It is not improbable that you are asked whether you have posted on the internet about the job or investigation, and then you would have to disclose this post.

...and then what?

Maggsie97 - Just disclose them all. It'll take just about as long to check them all as it would to check a single one (they don't do them in sequence). And not disclosing is the bigger problem here, not the quick quits in your job history.
posted by NotMyselfRightNow at 4:58 AM on June 26, 2014

Thanks everyone. I was leaning toward putting all the jobs down, but just wasn't 100% sure. But compared to the issues many other people have (DUIs, debt, etc.), i don't think it's all that bad. And hopefully it won't delay things too much. As for someone asking me about my Internet post in an interview...not too worried about that. This is not a Top Secret clearance...I don't think they're going to take it that far! And I don't see anything that seriously wrong with asking this is's not like I'm hiding being fired for some serious offense. I just didn't know if it would be a waste of someone's time to post 2-day long jobs.
posted by Maggsie97 at 5:11 AM on June 26, 2014

Include everything, but don't sweat too hard. A public trust investigation isn't about finding out you're not perfect, it's about finding out how susceptible you are to exploitation. Secrets are the thing that make you susceptible.

And a public trust really isn't a very involved investigation. You'll be fine.
posted by joedanger at 7:17 AM on June 26, 2014

(Experience level: Throughout the 14 years of my career so far, I have held Public Trust positions as well as positions requiring much higher clearance levels.)

Include everything. Not doing so is a crime. In a Public Trust investigation, basically all they do is a criminal records check and a credit check. As long as you haven't been arrested, you'll be fine. Heck, they don't even care so much about the credit score anymore because in this economy nearly everyone has had some financial problems.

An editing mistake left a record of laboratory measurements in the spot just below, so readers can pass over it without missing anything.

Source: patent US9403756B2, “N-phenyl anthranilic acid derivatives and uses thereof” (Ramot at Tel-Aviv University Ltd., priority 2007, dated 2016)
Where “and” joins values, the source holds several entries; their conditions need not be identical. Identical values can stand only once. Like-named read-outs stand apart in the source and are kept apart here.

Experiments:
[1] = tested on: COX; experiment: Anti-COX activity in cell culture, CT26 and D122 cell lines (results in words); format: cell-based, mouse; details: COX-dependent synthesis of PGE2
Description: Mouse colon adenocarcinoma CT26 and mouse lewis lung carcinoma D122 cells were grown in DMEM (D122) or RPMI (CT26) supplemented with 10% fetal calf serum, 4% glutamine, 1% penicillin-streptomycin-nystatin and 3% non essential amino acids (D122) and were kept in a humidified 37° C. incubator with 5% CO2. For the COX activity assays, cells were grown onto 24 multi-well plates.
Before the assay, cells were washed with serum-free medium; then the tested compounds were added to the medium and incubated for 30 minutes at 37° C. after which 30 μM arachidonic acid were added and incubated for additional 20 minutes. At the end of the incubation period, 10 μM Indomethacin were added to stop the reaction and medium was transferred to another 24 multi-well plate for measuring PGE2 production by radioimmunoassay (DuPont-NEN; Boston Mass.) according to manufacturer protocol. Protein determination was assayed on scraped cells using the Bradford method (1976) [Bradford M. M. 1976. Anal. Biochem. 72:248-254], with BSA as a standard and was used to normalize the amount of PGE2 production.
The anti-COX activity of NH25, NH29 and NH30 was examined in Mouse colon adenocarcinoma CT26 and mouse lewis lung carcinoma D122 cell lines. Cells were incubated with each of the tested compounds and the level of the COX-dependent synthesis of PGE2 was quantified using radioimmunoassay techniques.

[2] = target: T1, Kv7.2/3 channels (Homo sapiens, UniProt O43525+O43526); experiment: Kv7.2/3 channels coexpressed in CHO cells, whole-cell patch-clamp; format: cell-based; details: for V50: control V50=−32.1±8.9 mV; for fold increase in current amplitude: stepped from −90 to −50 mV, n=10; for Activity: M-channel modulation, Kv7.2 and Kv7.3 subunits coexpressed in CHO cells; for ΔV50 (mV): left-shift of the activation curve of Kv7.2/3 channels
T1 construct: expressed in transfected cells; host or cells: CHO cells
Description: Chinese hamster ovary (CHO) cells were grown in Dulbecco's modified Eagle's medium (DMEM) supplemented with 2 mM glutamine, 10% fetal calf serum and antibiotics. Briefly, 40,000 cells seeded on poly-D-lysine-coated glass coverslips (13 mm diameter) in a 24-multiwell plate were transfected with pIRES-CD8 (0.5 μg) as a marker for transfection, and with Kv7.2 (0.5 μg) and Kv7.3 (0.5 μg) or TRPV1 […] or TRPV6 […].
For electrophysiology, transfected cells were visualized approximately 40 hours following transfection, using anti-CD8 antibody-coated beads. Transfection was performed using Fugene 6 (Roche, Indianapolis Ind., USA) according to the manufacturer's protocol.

The government will not interview you or anyone else for anything below Top Secret. They will send Scantron forms to the people you've listed as people who know you well, your family, and your employers, asking them to fill the forms out and return them. They basically will ask "how long have you known Maggsie97?" and in what context. Also, "Do you have any reason to believe that Maggsie97 is untrustworthy?"

Even if you were going for Top Secret or higher, I wouldn't worry about something like this. You quit on your terms. You were not fired. You aren't afraid to get the help you need to take care of your mental health - they actually like to see that. There isn't any cause for concern here.
posted by tckma at 7:32 AM on June 26, 2014 [1 favorite]

Thanks so much, everyone. These answers have helped me feel much better...I definitely plan to list everything, and will just let this go.
posted by Maggsie97 at 9:16 AM on June 26, 2014

The government will not interview you or anyone else for anything below Top Secret.

Maybe as a matter of course they don't interview below top secret, but they will interview you if anything hairy comes up. I had a 90-second interview about a foreign bank account I had when I was studying abroad. This was for a secret clearance. It was not a big deal.

The advice I've always heard and adhered to is error on the side of disclosure. The purpose of the clearance is not to make sure you're the perfect employee, it's to make sure you're not a crook or a likely subject for blackmail. The security officers are not making HR judgements. They probably don't even sit in the same building as the hiring authorities.
posted by the christopher hundreds at 1:10 PM on June 27, 2014